I doubt you will find many fans of Barnsley, Middlesbrough or Huddersfield Town happy about dropping out of the Championship. Even Hull City have been dragged into the battle and a severe EFL punishment over their financial fair play-related misconduct charge could suck Sheffield Wednesday in, too.
I feel for the players. It can be tough when you are constantly looking over your shoulder, worried about relegation.
Barnsley bounced back well from relegation the year before last and are in danger of becoming a yo-yo club, but you only need look at Huddersfield to see that a lot of clubs do not stabilise at the next level down, and some get relegated again.
In men’s football, the financial implications are huge. My time playing showed me that while the numbers are much smaller, the effects can still be devastating in the women’s game.
When I was growing up, Doncaster Belles were one of women’s football’s biggest clubs, so I always wanted to play for them.
Doncaster Rovers Belles, now merged with the men’s club, were a mid-table Women’s Super League team when I got the chance in 2011 and I wanted to get them back to former glories.
In our case, relegation came because Manchester City were given a WSL licence instead, and we found out one game into the 2013 season we would go down regardless of how we performed.
Staff we could pay in the WSL had to leave or become volunteers.
I and quite a few others stayed and tried to get us back up the next season but when we were unable to, the team broke up.
I had sympathy for the girls who left because you want to put things right but it is such a short career, and if you get the opportunity to play at a higher level and get paid a similar amount, you can see why people would. Beth England and Millie Bright joined Chelsea and went on to play or England.
You look at where the club is now, mid-table in the fourth tier and struggling financially, and it is sad to see.
The circumstances are different in men’s football, but the problems can be the same.
League One is difficult to get out of at the best of times, and if you go into it low on confidence having lost some of your best players, you can get stuck in a very negative spiral. Those behind the scenes can suffer redundancy because of what happens on the field.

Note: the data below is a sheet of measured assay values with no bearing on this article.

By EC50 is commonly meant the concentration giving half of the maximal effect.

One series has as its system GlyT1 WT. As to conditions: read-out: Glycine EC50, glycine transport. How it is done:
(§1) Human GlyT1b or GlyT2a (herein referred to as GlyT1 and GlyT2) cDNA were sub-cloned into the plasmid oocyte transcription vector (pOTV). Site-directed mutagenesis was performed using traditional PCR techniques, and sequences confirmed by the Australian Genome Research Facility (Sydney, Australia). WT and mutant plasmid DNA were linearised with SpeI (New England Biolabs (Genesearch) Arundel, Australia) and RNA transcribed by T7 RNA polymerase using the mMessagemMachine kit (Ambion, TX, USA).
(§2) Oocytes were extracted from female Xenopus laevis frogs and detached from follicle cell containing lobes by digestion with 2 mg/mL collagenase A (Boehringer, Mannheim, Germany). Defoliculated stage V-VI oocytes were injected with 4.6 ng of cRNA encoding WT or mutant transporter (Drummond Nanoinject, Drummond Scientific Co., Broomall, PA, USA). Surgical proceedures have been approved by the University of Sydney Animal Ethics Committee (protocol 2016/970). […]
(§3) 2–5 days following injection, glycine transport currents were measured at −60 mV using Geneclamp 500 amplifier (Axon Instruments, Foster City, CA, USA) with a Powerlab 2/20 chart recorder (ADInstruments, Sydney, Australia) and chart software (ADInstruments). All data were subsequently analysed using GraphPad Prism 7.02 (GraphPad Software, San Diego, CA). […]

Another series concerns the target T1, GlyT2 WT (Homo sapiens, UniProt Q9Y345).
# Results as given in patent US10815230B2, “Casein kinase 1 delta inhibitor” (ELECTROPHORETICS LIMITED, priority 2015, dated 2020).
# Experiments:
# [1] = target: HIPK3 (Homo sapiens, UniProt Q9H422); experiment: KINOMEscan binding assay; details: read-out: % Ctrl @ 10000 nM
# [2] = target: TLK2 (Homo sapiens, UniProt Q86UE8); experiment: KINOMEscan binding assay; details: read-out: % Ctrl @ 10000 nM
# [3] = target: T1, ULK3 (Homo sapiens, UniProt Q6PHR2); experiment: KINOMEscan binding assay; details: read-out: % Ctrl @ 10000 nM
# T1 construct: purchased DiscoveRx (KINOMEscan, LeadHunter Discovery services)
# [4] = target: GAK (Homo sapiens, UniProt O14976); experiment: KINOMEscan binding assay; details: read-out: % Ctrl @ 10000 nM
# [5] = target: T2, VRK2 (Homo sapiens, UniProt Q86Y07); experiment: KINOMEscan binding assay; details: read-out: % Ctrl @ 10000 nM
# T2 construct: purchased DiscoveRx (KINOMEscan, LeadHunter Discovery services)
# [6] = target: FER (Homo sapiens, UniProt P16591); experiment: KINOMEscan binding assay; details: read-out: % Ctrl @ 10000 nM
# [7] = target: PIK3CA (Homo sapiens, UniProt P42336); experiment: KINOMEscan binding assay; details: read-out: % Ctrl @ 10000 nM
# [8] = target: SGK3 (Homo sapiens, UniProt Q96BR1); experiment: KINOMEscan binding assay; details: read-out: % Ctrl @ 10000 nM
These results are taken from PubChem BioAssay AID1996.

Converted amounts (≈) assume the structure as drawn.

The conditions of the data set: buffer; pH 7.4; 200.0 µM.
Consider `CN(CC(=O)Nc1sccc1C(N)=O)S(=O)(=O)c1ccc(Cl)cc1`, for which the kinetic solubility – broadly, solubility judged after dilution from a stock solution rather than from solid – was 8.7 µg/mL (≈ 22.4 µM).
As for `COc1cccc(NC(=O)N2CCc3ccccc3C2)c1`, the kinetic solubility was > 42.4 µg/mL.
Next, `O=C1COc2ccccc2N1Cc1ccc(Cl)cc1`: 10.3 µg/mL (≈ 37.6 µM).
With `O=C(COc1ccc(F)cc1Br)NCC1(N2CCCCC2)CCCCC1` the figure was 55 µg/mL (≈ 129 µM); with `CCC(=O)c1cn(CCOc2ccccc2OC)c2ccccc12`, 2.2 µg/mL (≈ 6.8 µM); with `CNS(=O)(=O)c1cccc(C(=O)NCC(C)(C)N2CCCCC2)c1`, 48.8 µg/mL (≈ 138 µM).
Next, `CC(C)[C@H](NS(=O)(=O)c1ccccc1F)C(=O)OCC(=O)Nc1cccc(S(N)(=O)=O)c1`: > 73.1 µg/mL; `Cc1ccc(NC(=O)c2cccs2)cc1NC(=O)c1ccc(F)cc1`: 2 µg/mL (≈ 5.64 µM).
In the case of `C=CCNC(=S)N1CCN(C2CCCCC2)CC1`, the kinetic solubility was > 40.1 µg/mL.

If Barnsley end up going down, you would like to think they could bounce straight back up again if they keep their talented young group together, but even after promotion last season, bigger clubs picked off Kieffer Moore, Adam Davies, Ethan Pinnock and Liam Lindsay.
When you are scrapping at the bottom of the table, things often do not go your way.
On Wednesday, I covered Middlesbrough’s game at home to Leeds. The Whites were the better team and deserved their 1-0 win but I was impressed by Boro’s character, work-rate and togetherness. In the moments that mattered, though, luck went against them.
They should have had a penalty when Stuart Dallas handled Lewis Wing’s free-kick and Boro hit the bar through Marcus Tavernier. If you are flying as a team, that probably bounces off the woodwork and goes in.
Only goal difference is keeping Boro out of the relegation zone but I can see them picking up points if they continue to play like that.
Barnsley are putting up a good fight after three consecutive wins, starting with a brilliant one at Fulham where they scrapped hard as well as playing some good football.
Sometimes when a team plays lovely football like Barnsley try to, you can be lulled into thinking they cannot fight too, but it is not a case of one or the other.
Barnsley have pulled off great escapes before and although the squad has changed, there are people around the club who have that experience. That could be important.
Mentality and motivation count for a lot, although sometimes if you are worried about the consequences, it can become desperation and panic.